It hasn't captured nearly as much attention as Human Genome Sciences and its troubled launch of Benlysta in lupus, but XenoPort (XNPT) too has seen some serious disappointment with the launch of its drug Horizant. While XenoPort's lead drugs are unlikely to ever live up to initial hopes and legal wrangling with its partner Glaxo (GSK) will suck away precious cash, these shares may have been beaten down to a point of value.
Horizant - Efficacy Not The Issue; Cost-Benefit Is
Central to the XenoPort story today is the thus far disappointing launch of Horizant - the company's gabapentin prodrug for restless leg. While XenoPort and its partner Glaxo were able to navigate the shoals of the FDA approval process, approval and commercial launch has not been the key to easy money.
The issue with Horizant isn't so much about efficacy as it is about cost and the differentiation between Horizant and generic forms of Mirapex and Requip. Although there are some advantages to Horizant (superior bioavailability, better efficacy in some patients, a better dosing profile for those with daytime symptoms, and fewer side-effects), the benefits are not enough to coax insurance companies into paying as much as 20x more than the generics.
As a result, previously lofty sales expectations have come crashing down - from over $500 million a few years ago to sub-$100 million in some cases today. More worrying still, recent prescription data suggests no particular momentum in prescription growth, meaning that whatever potential Horizant does have, it's coming to be slow in developing.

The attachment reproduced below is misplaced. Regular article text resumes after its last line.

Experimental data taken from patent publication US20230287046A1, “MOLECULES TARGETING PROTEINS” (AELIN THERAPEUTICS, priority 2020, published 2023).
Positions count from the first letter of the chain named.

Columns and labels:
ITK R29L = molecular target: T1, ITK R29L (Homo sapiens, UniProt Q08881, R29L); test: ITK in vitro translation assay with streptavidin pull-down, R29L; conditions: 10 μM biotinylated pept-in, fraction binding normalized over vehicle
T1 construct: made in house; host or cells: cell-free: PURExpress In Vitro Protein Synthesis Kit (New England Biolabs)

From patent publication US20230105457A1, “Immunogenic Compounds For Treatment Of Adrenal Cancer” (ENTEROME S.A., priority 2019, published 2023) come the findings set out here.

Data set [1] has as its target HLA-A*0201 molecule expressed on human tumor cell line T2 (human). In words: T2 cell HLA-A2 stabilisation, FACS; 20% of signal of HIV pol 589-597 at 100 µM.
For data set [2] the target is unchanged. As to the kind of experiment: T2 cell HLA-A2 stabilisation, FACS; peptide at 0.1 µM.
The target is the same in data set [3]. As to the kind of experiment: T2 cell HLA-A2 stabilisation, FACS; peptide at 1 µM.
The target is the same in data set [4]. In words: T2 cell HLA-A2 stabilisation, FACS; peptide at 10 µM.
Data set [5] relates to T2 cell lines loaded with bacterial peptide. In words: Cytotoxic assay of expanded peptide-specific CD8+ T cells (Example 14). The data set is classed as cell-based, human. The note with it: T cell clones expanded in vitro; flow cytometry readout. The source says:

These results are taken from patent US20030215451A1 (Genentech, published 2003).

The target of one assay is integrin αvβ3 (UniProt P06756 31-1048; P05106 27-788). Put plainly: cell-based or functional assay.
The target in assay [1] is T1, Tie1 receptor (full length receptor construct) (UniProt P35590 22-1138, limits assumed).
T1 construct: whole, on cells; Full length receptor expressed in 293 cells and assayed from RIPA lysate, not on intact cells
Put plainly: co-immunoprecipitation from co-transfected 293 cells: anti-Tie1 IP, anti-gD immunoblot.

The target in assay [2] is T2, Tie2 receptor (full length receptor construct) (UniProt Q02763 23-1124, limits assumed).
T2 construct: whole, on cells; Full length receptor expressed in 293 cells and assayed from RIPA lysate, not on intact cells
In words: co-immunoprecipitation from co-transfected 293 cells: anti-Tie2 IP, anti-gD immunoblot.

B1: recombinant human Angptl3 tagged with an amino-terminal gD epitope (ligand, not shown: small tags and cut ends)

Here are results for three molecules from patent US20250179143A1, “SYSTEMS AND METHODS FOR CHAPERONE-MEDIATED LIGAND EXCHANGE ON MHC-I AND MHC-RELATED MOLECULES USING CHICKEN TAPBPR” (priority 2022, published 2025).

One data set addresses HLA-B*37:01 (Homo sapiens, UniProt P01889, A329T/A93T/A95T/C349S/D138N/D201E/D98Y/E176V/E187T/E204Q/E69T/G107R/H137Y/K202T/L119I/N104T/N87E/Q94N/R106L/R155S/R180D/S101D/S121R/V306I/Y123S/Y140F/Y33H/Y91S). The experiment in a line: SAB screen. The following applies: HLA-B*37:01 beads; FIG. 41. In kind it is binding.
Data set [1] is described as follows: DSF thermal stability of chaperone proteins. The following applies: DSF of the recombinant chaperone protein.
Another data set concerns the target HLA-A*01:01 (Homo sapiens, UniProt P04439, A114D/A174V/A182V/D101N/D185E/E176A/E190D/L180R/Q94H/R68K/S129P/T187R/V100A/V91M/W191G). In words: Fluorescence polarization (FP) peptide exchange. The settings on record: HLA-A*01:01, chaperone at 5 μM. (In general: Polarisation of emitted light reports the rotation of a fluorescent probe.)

Poor Sales Leading To A Serious Rift
XenoPort management is clearly not convinced that the problems with XenoPort are solely attributable to its price or generic competition. Instead, management has accused Glaxo of insufficiently promoting and supporting the drug, and has declared its partner in breach of the agreement - demanding that Glaxo mend its ways or return its rights to the drugs.
It's not at all uncommon to see corporate managements cast around for scapegoats or others to blame, and in some ways it seems like XenoPort's accusations are a stretch. After all, insurance companies and PBMs like Express Scripts (ESRX) have been unrelenting in pushing generics on policy members and demanding punitive co-payments for branded alternatives. Moreover, Glaxo has supported this drug with a roughly 500-person sales force.
But let's not be hasty. There are a few issues here that at least merit a little consideration. For starters, this action from XenoPort seems to have come shortly after the companies met to discuss the 2012 sales plan - suggesting that Glaxo's plans were well short of XenoPort's expectations. Also, prescriptions haven't really accelerated much since XenoPort claimed the breach, suggesting that Glaxo hasn't gone out of its way to push harder.
What's more, Depomed (DEPO) has done considerably better with an extended-release formulation of gabapentin (Gralise) for postherpetic neuralgia, despite a smaller sales force. Now, this is very much an apples-to-oranges comparison, but I can see where XenoPort management might be coming from.
It's worth noting, though, that Glaxo has sued XenoPort to maintain its rights. Maybe it's just a formality or a means of maintaining negotiating leverage, but it does suggest that Glaxo is willing to spend money to keep its rights.
Is A New Form Of Baclofen Going To Be A Little Bit Of History Repeated?
Making matters more challenging for investors, the next drug in XenoPort's queue may find a similar problem waiting for it. XP19986 or arbaclofen placarbil (AP) is a prodrug of R-baclofen that the company has in Phase 3 studies for multiple sclerosis-related spasticity. Phase 3 data should be in hand shortly and the odds of approvable efficacy and safety look pretty solid.